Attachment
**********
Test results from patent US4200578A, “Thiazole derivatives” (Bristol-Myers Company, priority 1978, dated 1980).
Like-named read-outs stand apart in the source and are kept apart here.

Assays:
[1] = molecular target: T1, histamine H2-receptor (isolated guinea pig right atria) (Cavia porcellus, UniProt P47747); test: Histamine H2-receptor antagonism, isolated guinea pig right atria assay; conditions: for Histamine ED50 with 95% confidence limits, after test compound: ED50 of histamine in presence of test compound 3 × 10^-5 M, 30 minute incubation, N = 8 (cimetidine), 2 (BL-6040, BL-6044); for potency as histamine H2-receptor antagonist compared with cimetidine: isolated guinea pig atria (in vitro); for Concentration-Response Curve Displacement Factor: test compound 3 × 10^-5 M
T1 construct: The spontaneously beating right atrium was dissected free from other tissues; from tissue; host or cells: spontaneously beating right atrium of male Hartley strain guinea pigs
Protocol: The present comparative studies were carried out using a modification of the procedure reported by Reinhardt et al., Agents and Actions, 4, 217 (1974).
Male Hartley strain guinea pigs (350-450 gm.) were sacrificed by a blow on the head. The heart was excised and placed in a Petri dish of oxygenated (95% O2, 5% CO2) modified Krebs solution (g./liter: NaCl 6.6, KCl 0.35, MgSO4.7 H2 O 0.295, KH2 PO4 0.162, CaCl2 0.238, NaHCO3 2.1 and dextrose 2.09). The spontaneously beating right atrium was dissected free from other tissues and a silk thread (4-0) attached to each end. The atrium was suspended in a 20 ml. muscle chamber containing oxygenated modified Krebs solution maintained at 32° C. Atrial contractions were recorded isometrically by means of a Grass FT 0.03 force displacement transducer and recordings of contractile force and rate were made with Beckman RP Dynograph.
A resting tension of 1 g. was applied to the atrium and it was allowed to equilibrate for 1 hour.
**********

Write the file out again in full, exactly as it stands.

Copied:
Test results from patent US4200578A, “Thiazole derivatives” (Bristol-Myers Company, priority 1978, dated 1980).
Like-named read-outs stand apart in the source and are kept apart here.

Assays:
[1] = molecular target: T1, histamine H2-receptor (isolated guinea pig right atria) (Cavia porcellus, UniProt P47747); test: Histamine H2-receptor antagonism, isolated guinea pig right atria assay; conditions: for Histamine ED50 with 95% confidence limits, after test compound: ED50 of histamine in presence of test compound 3 × 10^-5 M, 30 minute incubation, N = 8 (cimetidine), 2 (BL-6040, BL-6044); for potency as histamine H2-receptor antagonist compared with cimetidine: isolated guinea pig atria (in vitro); for Concentration-Response Curve Displacement Factor: test compound 3 × 10^-5 M
T1 construct: The spontaneously beating right atrium was dissected free from other tissues; from tissue; host or cells: spontaneously beating right atrium of male Hartley strain guinea pigs
Protocol: The present comparative studies were carried out using a modification of the procedure reported by Reinhardt et al., Agents and Actions, 4, 217 (1974).
Male Hartley strain guinea pigs (350-450 gm.) were sacrificed by a blow on the head. The heart was excised and placed in a Petri dish of oxygenated (95% O2, 5% CO2) modified Krebs solution (g./liter: NaCl 6.6, KCl 0.35, MgSO4.7 H2 O 0.295, KH2 PO4 0.162, CaCl2 0.238, NaHCO3 2.1 and dextrose 2.09). The spontaneously beating right atrium was dissected free from other tissues and a silk thread (4-0) attached to each end. The atrium was suspended in a 20 ml. muscle chamber containing oxygenated modified Krebs solution maintained at 32° C. Atrial contractions were recorded isometrically by means of a Grass FT 0.03 force displacement transducer and recordings of contractile force and rate were made with Beckman RP Dynograph.
A resting tension of 1 g. was applied to the atrium and it was allowed to equilibrate for 1 hour.